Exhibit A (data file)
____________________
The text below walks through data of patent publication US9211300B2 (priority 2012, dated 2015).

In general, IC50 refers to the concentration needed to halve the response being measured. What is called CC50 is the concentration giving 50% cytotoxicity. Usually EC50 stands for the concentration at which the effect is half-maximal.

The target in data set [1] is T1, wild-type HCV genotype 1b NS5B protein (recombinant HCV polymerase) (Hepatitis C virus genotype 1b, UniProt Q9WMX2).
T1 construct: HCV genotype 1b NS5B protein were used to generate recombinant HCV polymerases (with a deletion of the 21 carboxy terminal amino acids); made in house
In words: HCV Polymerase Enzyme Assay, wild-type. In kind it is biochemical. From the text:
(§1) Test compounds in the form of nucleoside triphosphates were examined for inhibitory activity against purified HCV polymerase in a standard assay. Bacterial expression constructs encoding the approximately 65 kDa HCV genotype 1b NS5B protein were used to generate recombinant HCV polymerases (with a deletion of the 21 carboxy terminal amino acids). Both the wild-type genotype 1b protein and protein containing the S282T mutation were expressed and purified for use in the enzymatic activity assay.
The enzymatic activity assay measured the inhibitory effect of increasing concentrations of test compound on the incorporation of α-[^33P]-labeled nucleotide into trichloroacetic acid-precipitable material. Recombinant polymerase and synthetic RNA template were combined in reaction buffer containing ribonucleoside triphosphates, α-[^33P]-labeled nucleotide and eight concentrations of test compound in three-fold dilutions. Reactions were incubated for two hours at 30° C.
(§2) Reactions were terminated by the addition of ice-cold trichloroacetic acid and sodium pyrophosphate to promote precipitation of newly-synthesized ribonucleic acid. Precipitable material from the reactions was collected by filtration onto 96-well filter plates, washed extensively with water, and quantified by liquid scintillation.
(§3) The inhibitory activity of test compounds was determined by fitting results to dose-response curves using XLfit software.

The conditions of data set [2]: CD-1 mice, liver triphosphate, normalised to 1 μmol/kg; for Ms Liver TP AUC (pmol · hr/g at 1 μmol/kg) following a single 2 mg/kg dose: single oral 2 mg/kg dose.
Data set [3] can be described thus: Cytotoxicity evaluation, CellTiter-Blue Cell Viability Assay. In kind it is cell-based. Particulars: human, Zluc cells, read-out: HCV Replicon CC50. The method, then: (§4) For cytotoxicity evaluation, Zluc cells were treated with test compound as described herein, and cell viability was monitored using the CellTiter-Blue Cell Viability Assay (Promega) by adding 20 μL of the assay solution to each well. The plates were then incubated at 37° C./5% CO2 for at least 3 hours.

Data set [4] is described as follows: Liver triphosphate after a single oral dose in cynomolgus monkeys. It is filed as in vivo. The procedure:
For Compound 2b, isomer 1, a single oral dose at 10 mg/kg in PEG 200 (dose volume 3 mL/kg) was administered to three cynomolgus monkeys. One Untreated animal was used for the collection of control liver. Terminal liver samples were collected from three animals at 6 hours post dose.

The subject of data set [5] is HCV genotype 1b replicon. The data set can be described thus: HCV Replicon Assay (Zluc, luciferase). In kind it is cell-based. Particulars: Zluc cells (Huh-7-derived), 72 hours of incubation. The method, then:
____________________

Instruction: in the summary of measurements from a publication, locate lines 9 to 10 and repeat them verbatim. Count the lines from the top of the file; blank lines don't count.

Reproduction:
(§3) The inhibitory activity of test compounds was determined by fitting results to dose-response curves using XLfit software.

The conditions of data set [2]: CD-1 mice, liver triphosphate, normalised to 1 μmol/kg; for Ms Liver TP AUC (pmol · hr/g at 1 μmol/kg) following a single 2 mg/kg dose: single oral 2 mg/kg dose.